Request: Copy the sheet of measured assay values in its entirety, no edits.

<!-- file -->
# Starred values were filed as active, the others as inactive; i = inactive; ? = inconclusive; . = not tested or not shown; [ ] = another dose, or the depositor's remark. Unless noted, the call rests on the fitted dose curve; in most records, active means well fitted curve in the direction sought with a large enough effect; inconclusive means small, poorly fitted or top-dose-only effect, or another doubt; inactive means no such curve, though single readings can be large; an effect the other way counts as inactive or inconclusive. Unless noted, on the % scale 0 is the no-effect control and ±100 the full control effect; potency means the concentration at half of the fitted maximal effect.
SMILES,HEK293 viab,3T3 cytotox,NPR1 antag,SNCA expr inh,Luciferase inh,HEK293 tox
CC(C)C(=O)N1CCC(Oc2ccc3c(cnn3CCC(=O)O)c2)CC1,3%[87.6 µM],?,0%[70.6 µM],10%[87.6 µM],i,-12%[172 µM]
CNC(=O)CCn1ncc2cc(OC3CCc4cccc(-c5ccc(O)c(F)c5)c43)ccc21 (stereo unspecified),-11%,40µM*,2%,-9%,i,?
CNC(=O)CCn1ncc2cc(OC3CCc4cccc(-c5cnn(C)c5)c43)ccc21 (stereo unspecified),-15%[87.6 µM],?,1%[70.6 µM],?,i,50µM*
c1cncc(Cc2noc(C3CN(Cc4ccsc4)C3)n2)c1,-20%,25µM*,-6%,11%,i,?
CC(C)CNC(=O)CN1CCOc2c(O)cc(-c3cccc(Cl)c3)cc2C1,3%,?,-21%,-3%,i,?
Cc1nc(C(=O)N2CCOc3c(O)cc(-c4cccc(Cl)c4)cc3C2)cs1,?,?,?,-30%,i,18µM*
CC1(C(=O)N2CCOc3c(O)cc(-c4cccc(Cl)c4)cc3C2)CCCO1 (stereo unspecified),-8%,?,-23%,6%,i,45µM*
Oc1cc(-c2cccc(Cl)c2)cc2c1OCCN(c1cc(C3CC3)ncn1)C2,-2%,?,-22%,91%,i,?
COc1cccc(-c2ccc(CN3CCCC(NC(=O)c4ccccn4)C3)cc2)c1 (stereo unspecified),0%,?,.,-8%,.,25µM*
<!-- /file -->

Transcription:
# Starred values were filed as active, the others as inactive; i = inactive; ? = inconclusive; . = not tested or not shown; [ ] = another dose, or the depositor's remark. Unless noted, the call rests on the fitted dose curve; in most records, active means well fitted curve in the direction sought with a large enough effect; inconclusive means small, poorly fitted or top-dose-only effect, or another doubt; inactive means no such curve, though single readings can be large; an effect the other way counts as inactive or inconclusive. Unless noted, on the % scale 0 is the no-effect control and ±100 the full control effect; potency means the concentration at half of the fitted maximal effect.
SMILES,HEK293 viab,3T3 cytotox,NPR1 antag,SNCA expr inh,Luciferase inh,HEK293 tox
CC(C)C(=O)N1CCC(Oc2ccc3c(cnn3CCC(=O)O)c2)CC1,3%[87.6 µM],?,0%[70.6 µM],10%[87.6 µM],i,-12%[172 µM]
CNC(=O)CCn1ncc2cc(OC3CCc4cccc(-c5ccc(O)c(F)c5)c43)ccc21 (stereo unspecified),-11%,40µM*,2%,-9%,i,?
CNC(=O)CCn1ncc2cc(OC3CCc4cccc(-c5cnn(C)c5)c43)ccc21 (stereo unspecified),-15%[87.6 µM],?,1%[70.6 µM],?,i,50µM*
c1cncc(Cc2noc(C3CN(Cc4ccsc4)C3)n2)c1,-20%,25µM*,-6%,11%,i,?
CC(C)CNC(=O)CN1CCOc2c(O)cc(-c3cccc(Cl)c3)cc2C1,3%,?,-21%,-3%,i,?
Cc1nc(C(=O)N2CCOc3c(O)cc(-c4cccc(Cl)c4)cc3C2)cs1,?,?,?,-30%,i,18µM*
CC1(C(=O)N2CCOc3c(O)cc(-c4cccc(Cl)c4)cc3C2)CCCO1 (stereo unspecified),-8%,?,-23%,6%,i,45µM*
Oc1cc(-c2cccc(Cl)c2)cc2c1OCCN(c1cc(C3CC3)ncn1)C2,-2%,?,-22%,91%,i,?
COc1cccc(-c2ccc(CN3CCCC(NC(=O)c4ccccn4)C3)cc2)c1 (stereo unspecified),0%,?,.,-8%,.,25µM*